6

In one of the Toy Story 3 dialogues, there's a conversation after the toys were played (and abused) by the children in the Sunnyside care:

Mr. Potato Head: You know all that bad stuff I said about Andy's attic? I take it all back.
Hamm: You said it.

What does "You said it" mean here? Is it:

  • A claim, like "You have already said it, and I note it. Don't complain if we end up getting back in Andy's attic, it's all your fault."
  • A disagreement, like "It's your wish. Not mine. As for me, I'm not going back into the attic."
  • An agreement, like "Yeah, nobody can say it any better."

Which one is it? And why it was perceived like that? I mean, why you use a "You said it" to express the meaning that you think it is? Because from the perspective of my native language, that line can be perceived into all those three meanings. Thanks.

  • 1
    Short Answer: The third one. Long Answer: I haven't watched Toy Story 3 before, but I have a feeling that the line was, "You said it," and that the the emphasis was on "You," in which case, it would have been clear that it meant that the second person was agreeing with the first person. Either way, it was probably the third meaning. – Teacher KSHuang Jan 16 '17 at 8:16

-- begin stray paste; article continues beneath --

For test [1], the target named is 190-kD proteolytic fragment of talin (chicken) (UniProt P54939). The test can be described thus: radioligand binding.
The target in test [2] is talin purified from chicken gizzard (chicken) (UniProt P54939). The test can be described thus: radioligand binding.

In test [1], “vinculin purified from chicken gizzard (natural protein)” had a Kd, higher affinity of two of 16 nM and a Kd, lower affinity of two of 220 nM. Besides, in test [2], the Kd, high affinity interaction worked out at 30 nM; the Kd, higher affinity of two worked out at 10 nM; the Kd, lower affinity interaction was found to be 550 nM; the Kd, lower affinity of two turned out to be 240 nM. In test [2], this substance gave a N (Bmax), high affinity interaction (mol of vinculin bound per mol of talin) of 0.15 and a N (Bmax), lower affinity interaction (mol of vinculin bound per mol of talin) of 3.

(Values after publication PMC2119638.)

8

It is the third one.

An agreement, like "Yeah, nobody can say it any better."

"You said it!" is a phrase that means "I agree completely with what you said." It means the same as the similar phrase "You can say that again!"

It has this meaning in this situation because Hamm says it in isolation as an interjection, and the other toys are agreeing in this scene.

"You said it!" could also be short for "You said it, not me!". As in "I might agree, but I wasn't going to say that myself". But that does not make sense in this situation because Mr. Potato's statement isn't controversial.

Your first two definitions aren't common meanings for "You said it!" in English (especially without more context in the sentence).

  • Your first two definitions aren't common meanings for "You said it!" in English (especially without more context in the sentence). --> this is the information I needed for. :) Thanks! – Chen Li Yong Jan 16 '17 at 9:42
5

You said it

is an idiom which means "I completely agree with you" or "I could not have said it any better".

I am not familiar with the story line, but presumably Mr Potato Head had complained about being stuck in the attic, but after being abused but the kids in Sunnyside care, Mr Potato Head is reconsidering what he said and being in the attic looks like a better alternative.

Hamm is agreeing that being in the attic would be better than being abused by the kids.

There is a saying that goes with this scenario

Be careful what you wish for, you just might get it.

Your Answer

By clicking “Post Your Answer”, you agree to our terms of service, privacy policy and cookie policy

Not the answer you're looking for? Browse other questions tagged or ask your own question.